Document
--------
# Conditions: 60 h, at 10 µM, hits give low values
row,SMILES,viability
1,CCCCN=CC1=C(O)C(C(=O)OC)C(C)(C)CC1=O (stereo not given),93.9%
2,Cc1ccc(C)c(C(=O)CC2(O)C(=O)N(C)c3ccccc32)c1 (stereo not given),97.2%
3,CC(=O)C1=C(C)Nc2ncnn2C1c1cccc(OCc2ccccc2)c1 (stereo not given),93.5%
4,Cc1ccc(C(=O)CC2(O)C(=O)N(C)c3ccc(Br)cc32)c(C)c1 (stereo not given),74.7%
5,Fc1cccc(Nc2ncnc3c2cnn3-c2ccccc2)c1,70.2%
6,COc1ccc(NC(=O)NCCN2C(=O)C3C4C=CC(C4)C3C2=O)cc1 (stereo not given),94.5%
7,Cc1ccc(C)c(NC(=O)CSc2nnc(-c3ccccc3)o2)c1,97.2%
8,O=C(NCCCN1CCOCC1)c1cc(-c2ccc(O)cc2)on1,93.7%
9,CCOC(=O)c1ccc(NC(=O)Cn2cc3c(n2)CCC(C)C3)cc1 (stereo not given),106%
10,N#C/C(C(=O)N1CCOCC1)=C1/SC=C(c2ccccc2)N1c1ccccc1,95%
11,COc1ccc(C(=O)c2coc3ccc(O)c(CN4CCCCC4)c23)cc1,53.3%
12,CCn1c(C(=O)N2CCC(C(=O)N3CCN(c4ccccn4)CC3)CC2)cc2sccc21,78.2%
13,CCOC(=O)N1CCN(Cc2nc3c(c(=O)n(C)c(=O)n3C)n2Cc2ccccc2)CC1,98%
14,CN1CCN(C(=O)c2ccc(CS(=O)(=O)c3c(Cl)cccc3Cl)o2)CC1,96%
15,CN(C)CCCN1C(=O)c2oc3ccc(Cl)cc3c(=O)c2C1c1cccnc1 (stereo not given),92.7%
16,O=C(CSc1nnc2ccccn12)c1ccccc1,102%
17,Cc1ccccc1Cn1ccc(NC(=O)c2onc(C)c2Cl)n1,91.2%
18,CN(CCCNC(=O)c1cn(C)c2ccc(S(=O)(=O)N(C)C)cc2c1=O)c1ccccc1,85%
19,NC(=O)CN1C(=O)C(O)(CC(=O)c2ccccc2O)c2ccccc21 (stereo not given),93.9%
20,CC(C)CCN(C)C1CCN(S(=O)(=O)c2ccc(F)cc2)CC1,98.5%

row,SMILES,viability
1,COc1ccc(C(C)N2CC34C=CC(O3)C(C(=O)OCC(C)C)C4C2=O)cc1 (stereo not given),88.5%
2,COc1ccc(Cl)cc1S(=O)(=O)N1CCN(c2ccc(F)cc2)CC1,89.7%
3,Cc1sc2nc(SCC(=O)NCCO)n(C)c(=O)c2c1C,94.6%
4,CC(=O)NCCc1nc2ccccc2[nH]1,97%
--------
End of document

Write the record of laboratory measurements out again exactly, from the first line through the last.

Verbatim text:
# Conditions: 60 h, at 10 µM, hits give low values
row,SMILES,viability
1,CCCCN=CC1=C(O)C(C(=O)OC)C(C)(C)CC1=O (stereo not given),93.9%
2,Cc1ccc(C)c(C(=O)CC2(O)C(=O)N(C)c3ccccc32)c1 (stereo not given),97.2%
3,CC(=O)C1=C(C)Nc2ncnn2C1c1cccc(OCc2ccccc2)c1 (stereo not given),93.5%
4,Cc1ccc(C(=O)CC2(O)C(=O)N(C)c3ccc(Br)cc32)c(C)c1 (stereo not given),74.7%
5,Fc1cccc(Nc2ncnc3c2cnn3-c2ccccc2)c1,70.2%
6,COc1ccc(NC(=O)NCCN2C(=O)C3C4C=CC(C4)C3C2=O)cc1 (stereo not given),94.5%
7,Cc1ccc(C)c(NC(=O)CSc2nnc(-c3ccccc3)o2)c1,97.2%
8,O=C(NCCCN1CCOCC1)c1cc(-c2ccc(O)cc2)on1,93.7%
9,CCOC(=O)c1ccc(NC(=O)Cn2cc3c(n2)CCC(C)C3)cc1 (stereo not given),106%
10,N#C/C(C(=O)N1CCOCC1)=C1/SC=C(c2ccccc2)N1c1ccccc1,95%
11,COc1ccc(C(=O)c2coc3ccc(O)c(CN4CCCCC4)c23)cc1,53.3%
12,CCn1c(C(=O)N2CCC(C(=O)N3CCN(c4ccccn4)CC3)CC2)cc2sccc21,78.2%
13,CCOC(=O)N1CCN(Cc2nc3c(c(=O)n(C)c(=O)n3C)n2Cc2ccccc2)CC1,98%
14,CN1CCN(C(=O)c2ccc(CS(=O)(=O)c3c(Cl)cccc3Cl)o2)CC1,96%
15,CN(C)CCCN1C(=O)c2oc3ccc(Cl)cc3c(=O)c2C1c1cccnc1 (stereo not given),92.7%
16,O=C(CSc1nnc2ccccn12)c1ccccc1,102%
17,Cc1ccccc1Cn1ccc(NC(=O)c2onc(C)c2Cl)n1,91.2%
18,CN(CCCNC(=O)c1cn(C)c2ccc(S(=O)(=O)N(C)C)cc2c1=O)c1ccccc1,85%
19,NC(=O)CN1C(=O)C(O)(CC(=O)c2ccccc2O)c2ccccc21 (stereo not given),93.9%
20,CC(C)CCN(C)C1CCN(S(=O)(=O)c2ccc(F)cc2)CC1,98.5%

row,SMILES,viability
1,COc1ccc(C(C)N2CC34C=CC(O3)C(C(=O)OCC(C)C)C4C2=O)cc1 (stereo not given),88.5%
2,COc1ccc(Cl)cc1S(=O)(=O)N1CCN(c2ccc(F)cc2)CC1,89.7%
3,Cc1sc2nc(SCC(=O)NCCO)n(C)c(=O)c2c1C,94.6%
4,CC(=O)NCCc1nc2ccccc2[nH]1,97%